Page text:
Why I’ll answer some lactation questions and not others via social media.
Breastfeeding is well studied and the field of lactation has developed standards of care. There is best practice in lactation, and then there is personalization. Example: Most breastfed babies take a full feeding in 20-30 minutes (10-15 minutes on each side). Some need only 5 minutes. Others take 60. There is the majority of what is considered “average” or “typical”, but in reality there is still a wide range of “normal". There are topics in lactation that are universal for all people: offer one breast first. If baby is still hungry, offer the second breast. Breastfeeding should not be painful. Positioning is key for a deep latch. These are the kinds of answers I will freely dole out on social media all day long. They apply to every breastfeeding journey.
Some answers need to be individualized and often more information is needed before I can give you the correct answer. In order to give the in-depth answer, I need a signed medical consent, just like at your doctor’s office. This protects the privacy of your information and lets me reach out to other health care providers, like your pediatrician, should the need arise. I need a full medical and birth history as these can change my recommendation. For instance, the biggest questions I get are about low milk supply. The blanket answer I can give over social media is best practice: empty the breasts frequently at least every 2-3 hours day and night with either your baby or a high quality pump. Why can’t I give advice beyond that? If you have an allergy, a thyroid condition, a hormonal issue, recommending herbs or supplements could decrease your supply, cause an allergic reaction, or have an unwanted interaction with your medications. You could be taking a medication or using a birth control method that is causing the low milk supply and nothing I suggest would fix the supply issue until the medication or birth control is stopped. Your baby could have a tongue tie, you could be pumping with the wrong sized flange, your baby could have an immature suck, you could just be positioning your baby wrong, that nipple shield could be interfering with your sensitivity to baby’s suck, or SO MANY OTHER REASONS. I can’t give you the correct plan of care without having specific questions answered. And I can’t do that without spending some quality time with you.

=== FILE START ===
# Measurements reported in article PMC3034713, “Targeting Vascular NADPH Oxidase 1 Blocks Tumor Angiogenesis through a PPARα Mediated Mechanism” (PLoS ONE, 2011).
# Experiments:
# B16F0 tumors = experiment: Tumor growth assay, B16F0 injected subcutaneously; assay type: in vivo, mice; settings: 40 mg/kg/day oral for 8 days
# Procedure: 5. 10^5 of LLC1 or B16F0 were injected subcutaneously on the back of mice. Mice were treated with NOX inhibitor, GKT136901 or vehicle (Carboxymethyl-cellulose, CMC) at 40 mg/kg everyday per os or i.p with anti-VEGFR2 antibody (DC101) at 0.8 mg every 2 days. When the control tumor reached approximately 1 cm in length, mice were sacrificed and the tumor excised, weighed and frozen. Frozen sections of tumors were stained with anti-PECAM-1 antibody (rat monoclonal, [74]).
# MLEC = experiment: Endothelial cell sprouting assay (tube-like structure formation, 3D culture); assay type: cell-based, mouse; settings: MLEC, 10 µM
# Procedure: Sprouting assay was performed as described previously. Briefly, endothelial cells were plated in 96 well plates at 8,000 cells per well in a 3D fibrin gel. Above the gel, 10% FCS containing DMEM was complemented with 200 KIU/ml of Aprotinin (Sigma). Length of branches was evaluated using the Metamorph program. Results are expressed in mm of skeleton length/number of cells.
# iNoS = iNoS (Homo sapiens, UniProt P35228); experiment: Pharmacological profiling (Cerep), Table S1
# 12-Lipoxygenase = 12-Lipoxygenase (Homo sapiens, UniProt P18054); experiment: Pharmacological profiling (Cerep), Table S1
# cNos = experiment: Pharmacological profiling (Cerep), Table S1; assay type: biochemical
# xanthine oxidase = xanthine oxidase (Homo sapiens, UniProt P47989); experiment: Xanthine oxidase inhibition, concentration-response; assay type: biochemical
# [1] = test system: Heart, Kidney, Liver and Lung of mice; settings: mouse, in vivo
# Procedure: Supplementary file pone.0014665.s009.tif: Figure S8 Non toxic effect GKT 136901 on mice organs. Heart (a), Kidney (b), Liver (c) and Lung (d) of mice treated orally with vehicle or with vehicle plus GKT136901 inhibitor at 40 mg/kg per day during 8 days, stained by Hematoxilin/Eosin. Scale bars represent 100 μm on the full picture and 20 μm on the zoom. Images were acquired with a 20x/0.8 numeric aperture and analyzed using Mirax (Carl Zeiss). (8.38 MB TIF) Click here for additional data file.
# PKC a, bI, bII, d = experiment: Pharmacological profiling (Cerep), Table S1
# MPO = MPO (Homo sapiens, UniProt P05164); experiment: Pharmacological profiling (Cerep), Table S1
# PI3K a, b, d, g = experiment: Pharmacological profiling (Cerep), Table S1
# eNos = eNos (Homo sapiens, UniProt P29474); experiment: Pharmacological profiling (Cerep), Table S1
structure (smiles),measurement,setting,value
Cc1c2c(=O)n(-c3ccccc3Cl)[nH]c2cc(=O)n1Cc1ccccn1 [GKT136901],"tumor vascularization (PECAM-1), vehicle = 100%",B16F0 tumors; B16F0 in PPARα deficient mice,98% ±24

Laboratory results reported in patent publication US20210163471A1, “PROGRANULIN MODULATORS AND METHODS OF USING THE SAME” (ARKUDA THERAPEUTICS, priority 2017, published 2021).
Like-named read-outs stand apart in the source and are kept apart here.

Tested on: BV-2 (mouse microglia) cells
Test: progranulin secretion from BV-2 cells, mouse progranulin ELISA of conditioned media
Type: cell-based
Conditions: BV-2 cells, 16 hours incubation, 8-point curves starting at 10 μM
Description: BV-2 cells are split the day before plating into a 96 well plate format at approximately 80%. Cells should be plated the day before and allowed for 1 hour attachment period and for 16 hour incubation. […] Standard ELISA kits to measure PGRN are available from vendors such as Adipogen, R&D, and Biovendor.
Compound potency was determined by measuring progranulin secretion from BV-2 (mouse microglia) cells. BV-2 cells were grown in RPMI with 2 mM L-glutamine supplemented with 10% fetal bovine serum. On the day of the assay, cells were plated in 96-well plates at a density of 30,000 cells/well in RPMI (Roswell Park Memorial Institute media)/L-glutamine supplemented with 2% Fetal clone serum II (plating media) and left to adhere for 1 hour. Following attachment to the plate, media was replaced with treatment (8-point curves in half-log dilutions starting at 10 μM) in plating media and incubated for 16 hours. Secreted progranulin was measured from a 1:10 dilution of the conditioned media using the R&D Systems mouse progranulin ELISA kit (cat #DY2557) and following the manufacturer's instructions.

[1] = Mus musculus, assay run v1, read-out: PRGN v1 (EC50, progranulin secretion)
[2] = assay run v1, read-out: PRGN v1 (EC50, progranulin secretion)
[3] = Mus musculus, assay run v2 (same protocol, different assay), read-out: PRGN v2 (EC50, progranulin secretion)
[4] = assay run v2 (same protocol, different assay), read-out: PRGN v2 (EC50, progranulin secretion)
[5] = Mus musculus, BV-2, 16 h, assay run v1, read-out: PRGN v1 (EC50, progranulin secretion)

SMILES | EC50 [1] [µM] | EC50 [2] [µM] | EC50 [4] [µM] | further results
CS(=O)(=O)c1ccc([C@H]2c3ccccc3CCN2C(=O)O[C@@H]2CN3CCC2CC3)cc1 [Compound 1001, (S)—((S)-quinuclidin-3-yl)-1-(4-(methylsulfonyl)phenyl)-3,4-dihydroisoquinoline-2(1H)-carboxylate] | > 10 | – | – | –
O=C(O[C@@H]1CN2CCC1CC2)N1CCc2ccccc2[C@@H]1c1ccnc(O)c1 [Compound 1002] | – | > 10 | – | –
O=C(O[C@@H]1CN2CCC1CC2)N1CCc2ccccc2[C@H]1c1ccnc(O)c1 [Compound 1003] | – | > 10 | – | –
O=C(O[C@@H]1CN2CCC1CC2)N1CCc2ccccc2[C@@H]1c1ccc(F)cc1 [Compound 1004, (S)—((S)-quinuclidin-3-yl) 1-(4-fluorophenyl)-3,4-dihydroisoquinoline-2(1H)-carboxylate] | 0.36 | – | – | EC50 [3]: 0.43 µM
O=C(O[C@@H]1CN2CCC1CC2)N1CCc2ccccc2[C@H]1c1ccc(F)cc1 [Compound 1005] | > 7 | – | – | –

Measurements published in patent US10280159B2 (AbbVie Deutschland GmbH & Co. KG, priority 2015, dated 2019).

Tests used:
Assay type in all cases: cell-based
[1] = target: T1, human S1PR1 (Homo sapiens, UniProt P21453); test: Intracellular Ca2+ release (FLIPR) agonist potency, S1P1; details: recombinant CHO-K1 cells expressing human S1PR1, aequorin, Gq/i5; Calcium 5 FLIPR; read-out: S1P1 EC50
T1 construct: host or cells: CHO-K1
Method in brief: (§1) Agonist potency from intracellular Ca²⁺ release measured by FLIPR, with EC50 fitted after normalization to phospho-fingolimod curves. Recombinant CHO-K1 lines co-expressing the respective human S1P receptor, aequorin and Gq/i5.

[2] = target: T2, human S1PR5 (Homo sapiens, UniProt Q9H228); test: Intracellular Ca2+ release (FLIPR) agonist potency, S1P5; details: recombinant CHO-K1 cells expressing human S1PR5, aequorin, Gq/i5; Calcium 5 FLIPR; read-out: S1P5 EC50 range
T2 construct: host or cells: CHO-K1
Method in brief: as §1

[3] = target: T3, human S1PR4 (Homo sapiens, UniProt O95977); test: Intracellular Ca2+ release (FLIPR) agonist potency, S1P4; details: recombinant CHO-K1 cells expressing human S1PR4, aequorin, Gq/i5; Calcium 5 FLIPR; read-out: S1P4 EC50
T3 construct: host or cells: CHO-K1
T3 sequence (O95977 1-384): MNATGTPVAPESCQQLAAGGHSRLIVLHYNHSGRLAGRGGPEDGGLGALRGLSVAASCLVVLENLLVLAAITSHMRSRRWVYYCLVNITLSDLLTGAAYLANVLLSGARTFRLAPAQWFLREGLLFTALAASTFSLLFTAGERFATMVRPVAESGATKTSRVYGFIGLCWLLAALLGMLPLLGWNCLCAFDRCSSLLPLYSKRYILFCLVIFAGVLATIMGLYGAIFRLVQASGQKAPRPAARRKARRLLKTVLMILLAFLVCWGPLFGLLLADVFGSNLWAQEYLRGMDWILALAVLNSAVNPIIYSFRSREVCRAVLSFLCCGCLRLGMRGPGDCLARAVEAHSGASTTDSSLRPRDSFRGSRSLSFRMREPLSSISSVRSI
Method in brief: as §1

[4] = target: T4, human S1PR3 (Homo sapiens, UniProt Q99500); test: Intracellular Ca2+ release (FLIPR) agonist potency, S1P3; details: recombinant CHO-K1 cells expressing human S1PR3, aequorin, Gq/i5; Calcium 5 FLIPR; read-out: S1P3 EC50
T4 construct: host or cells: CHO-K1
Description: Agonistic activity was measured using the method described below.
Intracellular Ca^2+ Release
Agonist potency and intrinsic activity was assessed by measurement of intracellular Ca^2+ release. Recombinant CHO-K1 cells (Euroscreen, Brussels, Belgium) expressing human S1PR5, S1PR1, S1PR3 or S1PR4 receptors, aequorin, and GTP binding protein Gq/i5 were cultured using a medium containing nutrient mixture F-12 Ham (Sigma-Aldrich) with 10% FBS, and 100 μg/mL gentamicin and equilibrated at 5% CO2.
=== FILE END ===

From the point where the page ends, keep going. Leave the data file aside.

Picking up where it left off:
You deserve the best possible answer and the correct information. If you’re struggling with breastfeeding and need some help, there is help available!!! If you have a general question, hit me up all day any day! If you need more than a generic answer, put yourself first and book an appointment with me for some specific attention and TLC.